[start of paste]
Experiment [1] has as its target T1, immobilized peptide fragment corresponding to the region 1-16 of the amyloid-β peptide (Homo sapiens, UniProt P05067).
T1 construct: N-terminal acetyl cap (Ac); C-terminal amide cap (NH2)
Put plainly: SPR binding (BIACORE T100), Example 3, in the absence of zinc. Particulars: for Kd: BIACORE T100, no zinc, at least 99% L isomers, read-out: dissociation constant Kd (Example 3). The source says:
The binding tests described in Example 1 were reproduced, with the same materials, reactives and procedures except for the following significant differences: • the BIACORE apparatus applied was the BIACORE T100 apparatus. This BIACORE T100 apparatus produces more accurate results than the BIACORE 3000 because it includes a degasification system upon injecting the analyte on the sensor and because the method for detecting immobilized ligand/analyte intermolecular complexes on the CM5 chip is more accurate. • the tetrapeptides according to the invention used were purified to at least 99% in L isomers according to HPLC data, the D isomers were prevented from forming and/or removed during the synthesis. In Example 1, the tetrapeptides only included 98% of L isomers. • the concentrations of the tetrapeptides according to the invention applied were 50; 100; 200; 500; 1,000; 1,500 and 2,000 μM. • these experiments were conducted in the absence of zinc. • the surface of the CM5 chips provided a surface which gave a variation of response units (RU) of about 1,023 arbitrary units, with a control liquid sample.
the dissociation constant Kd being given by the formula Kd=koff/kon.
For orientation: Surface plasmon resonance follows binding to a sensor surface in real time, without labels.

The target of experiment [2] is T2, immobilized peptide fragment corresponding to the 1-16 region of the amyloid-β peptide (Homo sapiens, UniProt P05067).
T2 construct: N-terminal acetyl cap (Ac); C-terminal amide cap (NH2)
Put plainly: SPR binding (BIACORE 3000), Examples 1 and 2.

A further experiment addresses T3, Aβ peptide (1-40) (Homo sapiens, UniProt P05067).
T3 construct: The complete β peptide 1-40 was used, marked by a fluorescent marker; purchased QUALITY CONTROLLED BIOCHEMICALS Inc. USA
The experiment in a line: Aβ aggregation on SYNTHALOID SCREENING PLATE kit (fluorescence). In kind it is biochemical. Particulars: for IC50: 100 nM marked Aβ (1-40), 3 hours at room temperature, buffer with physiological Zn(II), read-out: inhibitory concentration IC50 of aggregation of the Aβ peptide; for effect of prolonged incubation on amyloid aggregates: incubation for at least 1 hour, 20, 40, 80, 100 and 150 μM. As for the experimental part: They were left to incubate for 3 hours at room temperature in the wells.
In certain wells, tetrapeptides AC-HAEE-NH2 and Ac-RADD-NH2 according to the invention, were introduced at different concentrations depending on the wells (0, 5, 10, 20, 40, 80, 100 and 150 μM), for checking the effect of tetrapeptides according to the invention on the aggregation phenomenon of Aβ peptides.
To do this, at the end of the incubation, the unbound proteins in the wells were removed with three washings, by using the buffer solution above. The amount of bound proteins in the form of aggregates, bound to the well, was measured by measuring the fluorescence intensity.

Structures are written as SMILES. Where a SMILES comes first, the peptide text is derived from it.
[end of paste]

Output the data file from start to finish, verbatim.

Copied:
Experiment [1] has as its target T1, immobilized peptide fragment corresponding to the region 1-16 of the amyloid-β peptide (Homo sapiens, UniProt P05067).
T1 construct: N-terminal acetyl cap (Ac); C-terminal amide cap (NH2)
Put plainly: SPR binding (BIACORE T100), Example 3, in the absence of zinc. Particulars: for Kd: BIACORE T100, no zinc, at least 99% L isomers, read-out: dissociation constant Kd (Example 3). The source says:
The binding tests described in Example 1 were reproduced, with the same materials, reactives and procedures except for the following significant differences: • the BIACORE apparatus applied was the BIACORE T100 apparatus. This BIACORE T100 apparatus produces more accurate results than the BIACORE 3000 because it includes a degasification system upon injecting the analyte on the sensor and because the method for detecting immobilized ligand/analyte intermolecular complexes on the CM5 chip is more accurate. • the tetrapeptides according to the invention used were purified to at least 99% in L isomers according to HPLC data, the D isomers were prevented from forming and/or removed during the synthesis. In Example 1, the tetrapeptides only included 98% of L isomers. • the concentrations of the tetrapeptides according to the invention applied were 50; 100; 200; 500; 1,000; 1,500 and 2,000 μM. • these experiments were conducted in the absence of zinc. • the surface of the CM5 chips provided a surface which gave a variation of response units (RU) of about 1,023 arbitrary units, with a control liquid sample.
the dissociation constant Kd being given by the formula Kd=koff/kon.
For orientation: Surface plasmon resonance follows binding to a sensor surface in real time, without labels.

The target of experiment [2] is T2, immobilized peptide fragment corresponding to the 1-16 region of the amyloid-β peptide (Homo sapiens, UniProt P05067).
T2 construct: N-terminal acetyl cap (Ac); C-terminal amide cap (NH2)
Put plainly: SPR binding (BIACORE 3000), Examples 1 and 2.

A further experiment addresses T3, Aβ peptide (1-40) (Homo sapiens, UniProt P05067).
T3 construct: The complete β peptide 1-40 was used, marked by a fluorescent marker; purchased QUALITY CONTROLLED BIOCHEMICALS Inc. USA
The experiment in a line: Aβ aggregation on SYNTHALOID SCREENING PLATE kit (fluorescence). In kind it is biochemical. Particulars: for IC50: 100 nM marked Aβ (1-40), 3 hours at room temperature, buffer with physiological Zn(II), read-out: inhibitory concentration IC50 of aggregation of the Aβ peptide; for effect of prolonged incubation on amyloid aggregates: incubation for at least 1 hour, 20, 40, 80, 100 and 150 μM. As for the experimental part: They were left to incubate for 3 hours at room temperature in the wells.
In certain wells, tetrapeptides AC-HAEE-NH2 and Ac-RADD-NH2 according to the invention, were introduced at different concentrations depending on the wells (0, 5, 10, 20, 40, 80, 100 and 150 μM), for checking the effect of tetrapeptides according to the invention on the aggregation phenomenon of Aβ peptides.
To do this, at the end of the incubation, the unbound proteins in the wells were removed with three washings, by using the buffer solution above. The amount of bound proteins in the form of aggregates, bound to the well, was measured by measuring the fluorescence intensity.

Structures are written as SMILES. Where a SMILES comes first, the peptide text is derived from it.